With the establishment of legal equality for women, marriage became a thing of equality as well, but primarily in the eyes of the law. Some parts of society are still struggling to catch up. But the point is that women, now free to earn a wage, have greater independence and can more freely choose who they wish to marry.
More recently the Supreme Court ruled same-sex marriage legal at the national level. But while many of my friends were celebrating, I wasn’t particularly thrilled about it. Don’t misunderstand. I’m not one of these religious fanatics who think that same-sex marriage is a going to bring about the apocalypse. In fact, I really see no distinction between hetero and homosexual love. As far as I’m concerned love sees no distinction either for it has no limitations. The thing that bothered me was that it seemed of such great importance for anyone to need their love validated by an external governing body.
Love is not something that requires anyone’s permission, and I believe that government should stay out of marriage. Going back to history, it was once commonplace for people to simply move in together and declare themselves married, so long as both of their families approved. There was no need of formal ceremony, and no need of government approval. But in the late 1500’s the Catholic Church imposed a law requiring a ceremony to be performed by a priest and witnessed by two or more persons. Anything less than this was considered invalid.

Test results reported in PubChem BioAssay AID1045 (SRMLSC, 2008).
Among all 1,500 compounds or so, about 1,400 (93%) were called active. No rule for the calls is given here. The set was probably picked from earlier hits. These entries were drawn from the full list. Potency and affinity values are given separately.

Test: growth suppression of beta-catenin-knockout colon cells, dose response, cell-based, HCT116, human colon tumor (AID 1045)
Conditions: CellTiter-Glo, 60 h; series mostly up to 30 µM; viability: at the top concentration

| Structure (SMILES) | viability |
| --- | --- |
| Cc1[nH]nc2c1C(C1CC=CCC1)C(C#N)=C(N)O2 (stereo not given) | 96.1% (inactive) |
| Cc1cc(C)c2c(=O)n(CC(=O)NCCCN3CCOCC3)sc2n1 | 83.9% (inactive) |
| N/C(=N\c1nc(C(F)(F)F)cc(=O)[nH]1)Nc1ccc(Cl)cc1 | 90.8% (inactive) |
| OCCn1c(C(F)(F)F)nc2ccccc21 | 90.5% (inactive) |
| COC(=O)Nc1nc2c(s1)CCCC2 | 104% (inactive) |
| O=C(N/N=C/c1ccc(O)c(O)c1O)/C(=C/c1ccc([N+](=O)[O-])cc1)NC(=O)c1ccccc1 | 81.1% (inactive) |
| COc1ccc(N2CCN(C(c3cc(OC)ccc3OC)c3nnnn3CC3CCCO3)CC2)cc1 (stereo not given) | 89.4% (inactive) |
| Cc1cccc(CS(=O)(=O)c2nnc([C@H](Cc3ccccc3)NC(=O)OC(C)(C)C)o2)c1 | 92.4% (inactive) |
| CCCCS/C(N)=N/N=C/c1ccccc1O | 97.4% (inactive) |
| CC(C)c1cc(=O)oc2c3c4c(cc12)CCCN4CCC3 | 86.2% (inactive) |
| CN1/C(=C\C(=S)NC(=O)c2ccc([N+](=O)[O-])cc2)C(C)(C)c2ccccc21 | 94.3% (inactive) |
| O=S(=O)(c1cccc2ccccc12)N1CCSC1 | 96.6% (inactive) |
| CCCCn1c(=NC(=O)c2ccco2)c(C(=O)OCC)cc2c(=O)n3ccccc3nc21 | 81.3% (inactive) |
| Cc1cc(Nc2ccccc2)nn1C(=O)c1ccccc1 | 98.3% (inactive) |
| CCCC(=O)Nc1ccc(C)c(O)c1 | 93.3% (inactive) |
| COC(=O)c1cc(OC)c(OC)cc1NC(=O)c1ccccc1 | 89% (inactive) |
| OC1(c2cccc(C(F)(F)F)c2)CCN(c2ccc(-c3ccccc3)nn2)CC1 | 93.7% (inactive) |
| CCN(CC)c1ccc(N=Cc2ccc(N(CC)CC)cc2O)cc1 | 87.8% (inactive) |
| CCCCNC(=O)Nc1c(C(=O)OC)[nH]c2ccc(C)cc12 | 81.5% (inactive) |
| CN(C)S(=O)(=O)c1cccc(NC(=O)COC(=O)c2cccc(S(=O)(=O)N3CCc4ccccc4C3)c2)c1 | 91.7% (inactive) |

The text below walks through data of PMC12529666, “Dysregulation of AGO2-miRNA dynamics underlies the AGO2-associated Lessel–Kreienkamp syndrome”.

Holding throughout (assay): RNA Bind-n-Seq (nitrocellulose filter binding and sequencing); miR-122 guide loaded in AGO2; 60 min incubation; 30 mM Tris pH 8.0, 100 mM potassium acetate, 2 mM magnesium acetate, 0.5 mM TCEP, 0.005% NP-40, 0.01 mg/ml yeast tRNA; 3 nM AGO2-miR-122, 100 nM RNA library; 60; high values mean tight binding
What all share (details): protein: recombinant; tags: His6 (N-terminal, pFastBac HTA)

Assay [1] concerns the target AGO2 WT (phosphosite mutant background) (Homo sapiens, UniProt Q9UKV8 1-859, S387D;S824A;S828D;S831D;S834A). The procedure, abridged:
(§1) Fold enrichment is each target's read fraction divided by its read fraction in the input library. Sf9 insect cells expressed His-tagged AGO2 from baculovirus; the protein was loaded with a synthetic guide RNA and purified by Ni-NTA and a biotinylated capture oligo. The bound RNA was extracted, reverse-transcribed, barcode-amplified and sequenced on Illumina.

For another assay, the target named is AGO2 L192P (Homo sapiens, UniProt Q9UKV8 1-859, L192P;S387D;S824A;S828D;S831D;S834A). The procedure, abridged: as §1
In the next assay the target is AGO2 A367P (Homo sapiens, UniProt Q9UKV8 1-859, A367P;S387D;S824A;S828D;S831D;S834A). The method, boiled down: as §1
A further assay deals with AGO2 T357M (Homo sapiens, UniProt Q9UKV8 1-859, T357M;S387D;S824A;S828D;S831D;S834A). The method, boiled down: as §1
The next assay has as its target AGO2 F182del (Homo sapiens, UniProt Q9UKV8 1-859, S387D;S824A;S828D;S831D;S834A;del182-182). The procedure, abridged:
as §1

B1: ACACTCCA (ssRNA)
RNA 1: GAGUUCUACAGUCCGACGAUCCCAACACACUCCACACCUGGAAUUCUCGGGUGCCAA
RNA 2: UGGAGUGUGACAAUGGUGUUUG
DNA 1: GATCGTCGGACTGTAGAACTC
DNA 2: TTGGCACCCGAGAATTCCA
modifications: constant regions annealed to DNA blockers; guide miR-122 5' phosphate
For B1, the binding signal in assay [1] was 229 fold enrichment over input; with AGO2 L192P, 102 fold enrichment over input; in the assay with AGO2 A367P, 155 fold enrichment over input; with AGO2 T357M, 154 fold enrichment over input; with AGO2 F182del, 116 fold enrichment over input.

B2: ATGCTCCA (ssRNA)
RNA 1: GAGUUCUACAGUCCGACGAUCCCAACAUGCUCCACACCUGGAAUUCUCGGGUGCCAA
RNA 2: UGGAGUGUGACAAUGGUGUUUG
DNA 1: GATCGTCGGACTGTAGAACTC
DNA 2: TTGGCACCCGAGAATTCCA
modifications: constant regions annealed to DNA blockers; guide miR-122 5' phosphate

Today many people still feel that their marriage is not valid unless they have approval from the church and state in the form of a written contract or license. But as far as I am concerned, this is an insult to love.
Love is force that flows freely and naturally from deep within us. It isn’t something can be imposed from outside. And when love is authentic there is no need to enforce it. The reason we need a contract is to preserve the marriage even if the love is not there. It’s essentially a legal obligation meant to prevent us from backing out once the marriage has been established. Of course these days getting a divorce is easier than ever, and the fact of this alone makes having a contract in the first place all the more pointless.
Authentic love doesn’t need this kind of enforcement. Even vows are unnecessary. If you are going to love someone through sickness and health, for richer or poorer, then why is it necessary to swear an oath in front of witnesses? Do you think you might change your mind later? If love is there, that is enough, because love means acceptance. So whatever the conditions, you accept that person; rich or poor, healthy or ill, young or old. You don’t have to make any promises.
What is unfortunate is that there are so many things which we confuse for love, that really have little or nothing at all to with it. And so oftentimes we believe we are in love, when actually we’re just under the influence of neurochemicals. When the euphoria wears off, we find that we don’t really love each other, and we disregard the vows we made. So again, what is the point of making vows in the first place?